Kathy Jentz, Editor/Publisher of Washington Gardener Magazine, shows you how to sow a cover crop and mulch before winter.
Tags:mulching and cover crops for your winter beds,monkey see,how to winterize your garden,kathy jentz,monkeysee,washington gardener magazine,winterizing garden tips
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Hi, I’m Kathy Jentz. We’re talking about how to winterize your vegetable garden and now we’re going to do mulching and cover crops for your winter beds.
So, we’re just clearing out the last plants from our eggplant bed. So, we’ll get that into the compost pile and what we’re planning to do with this bed is a cover crop of rye so that will introduce nutrients and nitrogen back into the soil during the winter time and next early spring you’ll just rip out the rye and plant which crops you like in the bed.
So, we’re smoothing it out, roughing up the soil just a little bit to get some traction for the seed and we have our bag of rye seed here and this will be pretty easy. You just need to scatter it and then a pretty good coverage. So, no need to make neat rows, half of this of course will be eaten by the birds but you’ll put plenty of seed down so it won’t matter if the birds get over half of them.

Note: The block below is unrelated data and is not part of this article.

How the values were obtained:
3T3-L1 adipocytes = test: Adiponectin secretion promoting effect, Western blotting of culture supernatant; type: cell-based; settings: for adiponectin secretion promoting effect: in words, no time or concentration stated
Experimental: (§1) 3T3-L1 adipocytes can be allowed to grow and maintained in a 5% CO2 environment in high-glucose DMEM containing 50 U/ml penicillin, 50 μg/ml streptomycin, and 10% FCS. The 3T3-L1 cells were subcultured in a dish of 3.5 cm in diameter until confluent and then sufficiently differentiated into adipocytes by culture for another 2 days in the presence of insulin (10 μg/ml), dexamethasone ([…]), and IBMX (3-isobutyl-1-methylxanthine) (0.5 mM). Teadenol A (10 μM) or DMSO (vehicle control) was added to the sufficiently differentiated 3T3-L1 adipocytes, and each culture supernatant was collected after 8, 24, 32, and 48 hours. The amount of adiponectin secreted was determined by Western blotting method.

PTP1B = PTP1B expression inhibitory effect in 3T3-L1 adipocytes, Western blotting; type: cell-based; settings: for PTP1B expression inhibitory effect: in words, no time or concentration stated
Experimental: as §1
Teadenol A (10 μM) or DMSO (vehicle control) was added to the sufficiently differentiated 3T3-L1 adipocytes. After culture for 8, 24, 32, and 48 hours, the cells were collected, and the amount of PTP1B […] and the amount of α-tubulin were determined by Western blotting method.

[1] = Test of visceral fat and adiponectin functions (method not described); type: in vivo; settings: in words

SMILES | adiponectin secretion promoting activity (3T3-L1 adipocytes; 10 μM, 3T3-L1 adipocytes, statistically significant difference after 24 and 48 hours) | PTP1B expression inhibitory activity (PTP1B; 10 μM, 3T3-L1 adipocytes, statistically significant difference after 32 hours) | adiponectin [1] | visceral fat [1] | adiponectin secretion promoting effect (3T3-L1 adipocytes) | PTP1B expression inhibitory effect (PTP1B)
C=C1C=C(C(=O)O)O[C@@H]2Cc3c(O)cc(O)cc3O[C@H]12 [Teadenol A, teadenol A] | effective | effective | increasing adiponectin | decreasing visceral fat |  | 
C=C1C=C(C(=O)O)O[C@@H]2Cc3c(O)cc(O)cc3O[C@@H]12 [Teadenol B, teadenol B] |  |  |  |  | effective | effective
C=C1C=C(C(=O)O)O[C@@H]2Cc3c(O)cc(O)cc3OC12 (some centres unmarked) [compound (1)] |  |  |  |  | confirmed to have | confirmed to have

So, you have a nice coverage and then we’ll come back and water this in the little bit and water in the next few days and it should have sprouting within five to seven days. So, that’s how we do our cover crops.
Now, we’re at our strawberry bed, we’ve cleaned out any weeds and debris. We want to clean out any dead parts of the plant as well to get it ready for winter. Anything diseased, you want to throw it away in your municipal compost not in your own compost pile.
So, we have a bale of straw. We’re going to mulch around the plants with this and we want to do a pretty thick layer but avoid the crown of the plants so you want to leave that clear so it can get some sun and rain during the winter time but you're laying the straw around to block any weeds and other winter seedlings from coming up around the strawberries.
You’re also providing a nice winter blanket so they won’t get frozen should you have a really bad freeze in your area. So, we’ve cleared out this big bed of melons and we’re ready to give it a nice mulch and put it to bed for the winter.
We have two different mulches we’re using today. One is a Leafgro soil conditioner and this is great for breaking up particles if you got heavy clay soil as we do in the mid-Atlantic area and we’re also using a nice “Pine-Fine” soil conditioner. This is all organic so once we’re working our organic Leafgro, we’ll put on top of it these “Pine Fines” which are really small, hard wood pieces from pine trees shredded up.
You don’t want to use the large hard wood mulch pieces because those actually pull out nitrogen from your soil and will do nothing for the condition of it at least for the next five to ten years. If you have compost that you’ve made yourself, feel free to add that at this point as well. If you have aged manure, that’s also a great thing to add to your vegetable beds at this time of year.
So, adding a final top dressing of “Pine-Fines” to keep back any weeds in the winter for your vegetable beds and next we’ll talk about creating a new garden bed.